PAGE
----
Should Epira now be revised, repealed or replaced? Meantime, what do we harassed consumers do to survive the electric shocks that are getting deadlier with every ruling of the Energy Regulatory Commission?

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HEMORRHAGE: A summary prepared by PowerCom Executive Director Evelyn S. Rojo showed that the total capacity of Napocor gencos marked for privatization is 5,625 mw. This includes the combined 104-mw capacities of the plants in Mindanao, Talomo, Agusan and Iligan.

Against this 5,625-mw target, Napocor has sold only a total of 8.5 mw broken down into: Loboc (1.2 mw), Barit (1.8) and Cawayan (0.4) in Luzon and the Visayas; and Talomo (3.5) and Agusan (1.6) in Mindanao.

The five plants fetched a price of $5,208,000, which translated at the time of sale to P286,440,000 using the then P55=$1 exchange rate.

That revenue did not make a dent in the P600-billion debt that privatization sought to whittle down. What made a difference was the absorption by the government (or us taxpayers) of P200 billion, leaving a balance of P400 billion.

But the P400 billion, I was told, had ballooned to some P700 billion with the continued corruption and inefficiency in the state firm, as well as the piling up of loan interests and penalties.

When will the massive hemorrhage stop? Not within the foreseeable future, considering the resistance to privatization of some key Napocor officials who do not want to let go of the cash cow.

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NBI BOSS: Talking of the police, a number of former police officers, including a non-lawyer like the late Reynaldo Wycoco, had been called in the past to lead the National Bureau of Investigation.

In most cases, the transition from leading a top police unit to leading the NBI had been smooth. This may be attributed to the appointees’ preparation along similar lines and the parallel functions involved in managing the NBI and a police force.

In the case of Sen. Alfredo Lim, who had served with distinction as Manila police chief before he entered politics, he moved over in a smooth transition to the NBI as its director. More than his being a lawyer, Lim’s successful stint at the NBI can be attributed to his hard training as a police officer.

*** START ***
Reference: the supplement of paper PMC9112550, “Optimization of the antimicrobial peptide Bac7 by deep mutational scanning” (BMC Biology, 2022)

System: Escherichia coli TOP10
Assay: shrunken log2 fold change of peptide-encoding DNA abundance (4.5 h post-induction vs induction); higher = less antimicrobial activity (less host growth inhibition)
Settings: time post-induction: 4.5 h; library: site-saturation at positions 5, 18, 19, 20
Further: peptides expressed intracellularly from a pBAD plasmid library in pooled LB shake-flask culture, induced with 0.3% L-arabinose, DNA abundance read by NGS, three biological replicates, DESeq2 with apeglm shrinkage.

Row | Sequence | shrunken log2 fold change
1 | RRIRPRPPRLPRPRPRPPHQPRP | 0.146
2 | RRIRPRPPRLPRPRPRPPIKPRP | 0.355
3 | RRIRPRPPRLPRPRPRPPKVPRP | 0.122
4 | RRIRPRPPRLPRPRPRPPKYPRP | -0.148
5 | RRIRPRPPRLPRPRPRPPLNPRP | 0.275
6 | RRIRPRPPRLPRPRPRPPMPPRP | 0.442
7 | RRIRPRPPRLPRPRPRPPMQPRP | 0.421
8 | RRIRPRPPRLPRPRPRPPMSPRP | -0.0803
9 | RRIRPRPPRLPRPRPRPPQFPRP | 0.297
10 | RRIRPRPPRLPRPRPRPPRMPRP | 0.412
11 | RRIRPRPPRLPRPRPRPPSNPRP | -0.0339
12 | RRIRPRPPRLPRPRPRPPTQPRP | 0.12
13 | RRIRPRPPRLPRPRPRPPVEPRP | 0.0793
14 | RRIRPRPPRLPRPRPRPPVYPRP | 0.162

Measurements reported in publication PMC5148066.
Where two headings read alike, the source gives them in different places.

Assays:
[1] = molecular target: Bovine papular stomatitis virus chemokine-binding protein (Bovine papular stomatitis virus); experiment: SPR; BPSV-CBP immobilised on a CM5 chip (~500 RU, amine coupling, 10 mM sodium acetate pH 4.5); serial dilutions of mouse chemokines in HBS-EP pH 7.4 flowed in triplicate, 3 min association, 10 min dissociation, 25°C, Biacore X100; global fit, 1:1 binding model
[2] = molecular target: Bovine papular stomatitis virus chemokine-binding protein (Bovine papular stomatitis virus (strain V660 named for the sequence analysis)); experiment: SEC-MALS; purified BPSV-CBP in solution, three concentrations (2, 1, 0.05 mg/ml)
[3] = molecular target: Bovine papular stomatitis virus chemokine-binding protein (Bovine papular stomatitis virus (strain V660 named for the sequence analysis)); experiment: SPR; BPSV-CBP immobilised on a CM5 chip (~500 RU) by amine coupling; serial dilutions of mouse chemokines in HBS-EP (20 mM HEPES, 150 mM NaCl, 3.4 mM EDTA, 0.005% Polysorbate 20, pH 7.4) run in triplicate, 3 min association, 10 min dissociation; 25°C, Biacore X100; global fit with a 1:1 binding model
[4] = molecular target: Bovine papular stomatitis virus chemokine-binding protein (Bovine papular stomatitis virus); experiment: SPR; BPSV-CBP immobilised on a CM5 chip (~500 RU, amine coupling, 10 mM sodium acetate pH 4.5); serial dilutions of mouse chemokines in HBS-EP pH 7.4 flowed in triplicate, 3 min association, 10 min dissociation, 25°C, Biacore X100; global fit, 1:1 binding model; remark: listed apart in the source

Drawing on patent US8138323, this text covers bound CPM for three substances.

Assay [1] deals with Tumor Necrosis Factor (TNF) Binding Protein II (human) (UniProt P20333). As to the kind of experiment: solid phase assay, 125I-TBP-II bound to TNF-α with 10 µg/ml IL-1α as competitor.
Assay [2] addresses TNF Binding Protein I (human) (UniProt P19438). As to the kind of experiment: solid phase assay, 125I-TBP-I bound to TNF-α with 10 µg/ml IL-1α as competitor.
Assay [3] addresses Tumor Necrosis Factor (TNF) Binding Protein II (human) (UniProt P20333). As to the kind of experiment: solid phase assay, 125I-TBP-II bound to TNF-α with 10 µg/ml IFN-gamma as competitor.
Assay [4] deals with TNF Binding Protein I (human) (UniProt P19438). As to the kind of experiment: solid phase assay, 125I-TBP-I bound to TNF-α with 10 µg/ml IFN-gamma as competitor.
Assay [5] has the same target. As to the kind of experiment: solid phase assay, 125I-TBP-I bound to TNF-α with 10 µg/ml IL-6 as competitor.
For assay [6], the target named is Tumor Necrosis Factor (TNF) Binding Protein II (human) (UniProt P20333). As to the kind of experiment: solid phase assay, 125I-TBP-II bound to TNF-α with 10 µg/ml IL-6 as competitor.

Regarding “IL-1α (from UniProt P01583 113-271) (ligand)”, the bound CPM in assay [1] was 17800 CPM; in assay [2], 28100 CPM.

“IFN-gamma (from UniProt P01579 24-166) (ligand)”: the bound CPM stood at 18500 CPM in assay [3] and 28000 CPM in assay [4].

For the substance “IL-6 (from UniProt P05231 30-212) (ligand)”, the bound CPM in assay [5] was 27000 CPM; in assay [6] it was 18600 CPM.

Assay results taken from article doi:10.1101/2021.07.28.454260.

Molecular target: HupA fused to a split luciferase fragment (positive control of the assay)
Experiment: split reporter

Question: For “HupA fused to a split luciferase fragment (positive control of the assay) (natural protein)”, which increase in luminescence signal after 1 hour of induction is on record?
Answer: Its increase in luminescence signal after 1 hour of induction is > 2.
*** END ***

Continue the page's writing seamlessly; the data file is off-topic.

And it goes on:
I am noting this, because of suggestion from some quarters that Chief Superintendent Pedro Bulaong, Manila Police District director, be named NBI director to take the place Wycoco, who passed away recently.

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BULAONG RECORD: Considering his career record and his personal qualities, Bulaong has the marks of an effective NBI director.

Under Bulaong, the Manila police have cleared 602 drug-affected barangays, representing 67 percent of the total 897 localities within the city. He established the text hotline 700PIT (700-748) for immediate police action on complaints sent from within the capital city.

The Manila police under Bulaong take pride in having arrested suspected bombers and confirmed members of the Al-Qaeda-linked terror group Jemmah Islamiya last year. Recovered from the terrorists were high-grade explosives and other paraphernalia.

If Bulaong is reportedly on top of the short list of those being considered for the post of NBI director, it is partly due to a series of No. 1’s in his career, including his having graduated first honor and valedictorian, his being one of the first graduates of the Philippine National Police Academy (PNPA), and his being the first police general to come from the roster of the PNPA.

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(First published in the Philippine STAR of February 16, 2006)